Jim, 32 years old, and Rebecca (not their real names), 31 years old, were referred to a psychiatrist because of lack of sexual desire on Jim's part. They had been married for 5 years and did not have children. Actually, Rebecca initiated the referral through their family doctor. In tears, she told the doctor of her longing to have children and hearing the ticking of the biological clock. In the course of asking detailed fertility-related questions, the doctor discovered that intercourse was taking place only about once in 2 months. No other couple-related sexual activity occurred in the interval.
In retrospect, Rebecca had always been more sexually interested than Jim prior to their marriage, and in the early days, sexual frequency seemed not to be a problem. In accord with the psychiatrists' usual pattern of practice to see partners separately as part of an assessment, and in an effort to understand Jim's point of view, he saw Jim alone. The psychiatrist discovered in the process that Jim was in fact just as disinterested in sexual matters as his wife described. He had few thoughts about sexual issues, denied having sexual fantasies or dreams, masturbated rarely, and had never had any sexual experiences with other women (or men). Although Jim understood his wife's distress, he also thought that her sexual interest was excessive. With reluctance, Jim accepted the idea of referral to another psychiatrist who had a special interest in the care of people with sexual problems.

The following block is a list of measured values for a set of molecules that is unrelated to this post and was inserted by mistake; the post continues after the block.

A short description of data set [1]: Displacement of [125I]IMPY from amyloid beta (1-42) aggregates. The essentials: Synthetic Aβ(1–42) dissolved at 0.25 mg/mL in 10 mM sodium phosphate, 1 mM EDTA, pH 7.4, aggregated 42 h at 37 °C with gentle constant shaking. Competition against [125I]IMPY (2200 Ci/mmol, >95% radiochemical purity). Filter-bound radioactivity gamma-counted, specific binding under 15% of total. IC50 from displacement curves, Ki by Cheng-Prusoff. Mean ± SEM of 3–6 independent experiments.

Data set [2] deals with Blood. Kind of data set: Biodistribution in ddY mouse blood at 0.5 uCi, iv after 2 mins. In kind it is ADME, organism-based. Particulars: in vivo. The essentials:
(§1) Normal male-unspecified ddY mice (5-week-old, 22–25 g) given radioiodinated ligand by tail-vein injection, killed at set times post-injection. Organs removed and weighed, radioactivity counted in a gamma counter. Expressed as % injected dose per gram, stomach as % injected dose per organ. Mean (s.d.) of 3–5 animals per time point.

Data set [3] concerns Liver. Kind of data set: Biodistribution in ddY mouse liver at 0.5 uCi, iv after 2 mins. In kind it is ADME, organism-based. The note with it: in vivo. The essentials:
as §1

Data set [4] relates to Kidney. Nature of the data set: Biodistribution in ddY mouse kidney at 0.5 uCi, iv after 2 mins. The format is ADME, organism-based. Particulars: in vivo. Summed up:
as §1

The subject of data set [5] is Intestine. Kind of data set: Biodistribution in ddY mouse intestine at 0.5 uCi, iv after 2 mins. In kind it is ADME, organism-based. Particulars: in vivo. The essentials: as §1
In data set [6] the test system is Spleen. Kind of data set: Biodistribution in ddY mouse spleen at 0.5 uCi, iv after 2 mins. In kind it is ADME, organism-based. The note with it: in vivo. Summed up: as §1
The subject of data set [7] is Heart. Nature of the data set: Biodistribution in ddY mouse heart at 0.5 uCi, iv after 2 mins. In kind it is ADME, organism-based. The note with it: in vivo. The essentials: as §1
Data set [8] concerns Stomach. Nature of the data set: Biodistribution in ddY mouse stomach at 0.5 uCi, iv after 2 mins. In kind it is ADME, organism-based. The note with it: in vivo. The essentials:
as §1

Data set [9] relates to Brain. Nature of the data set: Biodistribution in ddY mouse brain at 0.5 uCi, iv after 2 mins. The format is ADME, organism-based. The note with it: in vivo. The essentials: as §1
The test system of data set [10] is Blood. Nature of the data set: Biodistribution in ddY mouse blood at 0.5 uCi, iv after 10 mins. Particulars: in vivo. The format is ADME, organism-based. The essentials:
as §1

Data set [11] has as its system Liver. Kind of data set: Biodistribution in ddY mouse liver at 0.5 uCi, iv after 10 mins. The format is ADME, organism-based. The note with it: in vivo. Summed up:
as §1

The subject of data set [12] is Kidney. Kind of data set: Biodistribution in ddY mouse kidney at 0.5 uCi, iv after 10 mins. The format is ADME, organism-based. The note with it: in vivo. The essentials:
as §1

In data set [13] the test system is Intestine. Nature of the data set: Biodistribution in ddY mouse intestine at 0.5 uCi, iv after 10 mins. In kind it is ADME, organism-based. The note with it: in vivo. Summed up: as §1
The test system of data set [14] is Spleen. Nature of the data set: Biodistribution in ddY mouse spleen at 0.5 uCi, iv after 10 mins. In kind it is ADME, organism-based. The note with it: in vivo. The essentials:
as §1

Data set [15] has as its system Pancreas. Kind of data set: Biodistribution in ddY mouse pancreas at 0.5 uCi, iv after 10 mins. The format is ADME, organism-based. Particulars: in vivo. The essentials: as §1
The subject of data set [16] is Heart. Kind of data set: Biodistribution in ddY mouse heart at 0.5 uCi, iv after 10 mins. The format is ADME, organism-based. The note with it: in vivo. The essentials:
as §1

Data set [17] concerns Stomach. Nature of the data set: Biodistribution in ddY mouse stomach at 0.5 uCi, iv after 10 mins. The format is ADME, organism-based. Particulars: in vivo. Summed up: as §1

The idea of including separate chapters on sexual desire problems in men and women in this book is unusual. The editors evidently considered that such problems in the two gender groups were not identical. However, apart from disorders, is sexual desire itself different for men and women?
In what appears to have been an effort to redress an attitudinal imbalance in much of human history in which men were perceived to be much more sexual than women, Masters and Johnson (1) attempted to make the two genders sexually symmetrical. However, in the early part of the 21st century, attitudes towards sexuality in men and women seem to have evolved (at least in some parts of the world) so as to permit the idea that they may be sexually different without at the same time implying that one is superior to the other. Apart from social attitudes and in spite of some similar determinants, science and the clinical experience of health professionals who care for people with sexual difficulties suggest that there may be major differences in sexual desire for men and women.